1897: Pro Shop and Clubhouse

Phase 1. 1845 – 1855

The site was cleared for building from July to September 1845. No detailed records of its construction have come to light to date. It was ready for occupation by the Stipendiary Magistrate in 1847. The building was built as a first class quarters befitting a stipendiary magistrate. It has a wide frontage and its view is not interfered with by the street. The outbuilding, or annex, was given separate rooms for cooking and for baking.

Phase 2. 1856 – 1908

In 1856 the Pitcairn Islanders took possession of the various habitable

structures at Kingston. The Stipendiary Magistrate’s Quarters fell by

lot to William Quintal, and his thrice married wife, Maria Christian.

On the 26th of September 1895, Sarah Harriet Selwyn Quintal, the

second youngest daughter of William and Maria Quintal, married

Fairfax Moresby Mitchell Quintal. Evidently, they set up house here

with the aged William Quintal.

During the infamous Evictions of 1908, contemporary accounts report

that Fairfax Quintal’s family had been evicted. The licence records

show that Sarah was considered the rightful candidate to hold the

licence for the house, being the “daughter of William Quintal, an

original Pitcairner”. Sarah, no doubt with the full approval of Fairfax,

refused to sign the lease and as a result were evicted. The outcome

of this conflict was that the whole structure, along with other buildings

along Quality Row, were burned to the ground one night in 1908.    

Phase 3. 1908 – 1930

The structure and site during this period was suffered to remain unimproved.

Phase 4. 1931 – 1973

The first lease was made out on 1/1/1931 for a term of ten years at five pounds per annum. The lease was renewed after expiry but from 31/8/1944 to 31/12/1946 the rent was suspended by Administration “for Military Affairs”. After this the Golf Club held an exclusive lease. The main building and the annex remained as ruins until 1973.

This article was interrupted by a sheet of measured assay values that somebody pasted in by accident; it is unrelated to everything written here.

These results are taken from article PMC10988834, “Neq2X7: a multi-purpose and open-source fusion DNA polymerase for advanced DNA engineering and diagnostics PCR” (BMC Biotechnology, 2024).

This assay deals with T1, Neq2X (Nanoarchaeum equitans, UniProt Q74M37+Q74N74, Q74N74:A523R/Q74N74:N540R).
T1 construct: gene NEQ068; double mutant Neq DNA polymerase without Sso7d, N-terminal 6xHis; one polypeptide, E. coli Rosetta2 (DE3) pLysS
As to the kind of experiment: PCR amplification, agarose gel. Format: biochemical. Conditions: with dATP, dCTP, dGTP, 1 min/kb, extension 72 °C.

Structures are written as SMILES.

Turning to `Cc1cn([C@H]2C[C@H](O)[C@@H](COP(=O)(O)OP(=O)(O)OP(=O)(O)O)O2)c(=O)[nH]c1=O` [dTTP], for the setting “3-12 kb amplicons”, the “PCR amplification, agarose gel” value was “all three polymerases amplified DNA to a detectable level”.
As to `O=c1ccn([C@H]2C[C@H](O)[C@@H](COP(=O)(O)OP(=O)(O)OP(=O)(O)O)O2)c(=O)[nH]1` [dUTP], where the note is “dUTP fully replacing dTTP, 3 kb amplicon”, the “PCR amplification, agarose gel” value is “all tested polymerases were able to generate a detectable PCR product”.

Phase 5. 1974 – Present

Plans for rebuilding the Golf Club were made in 1971 and the raising of

funds was commenced. The reconstruction of the ruin was largely

modeled on the recent reconstructions of No’s 5 and 8 Quality Row.

Her Majesty Queen Elizabeth the second along with Prince Philip,

Princess Anne and Captain Mark Phillips visited the restored clubhouse

in February 1974 and there is a plaque and framed signed guest book

commemorating this occasion located in the clubhouse today.

The Golf Pro Shop located in the northern section of the building has

recently (2013) undergone renovations which included removing the

plaster board and exposing the original stone walls.

1897 - William Quintal's residence which is now the clubhouse and pro shop

Plaque located on surrounding wall of Norfolk Island Golf Clubhouse

Plaque located in clubhouse commemorating Queen Elizabeth's visit to the Norfolk Island Golf Club in 1974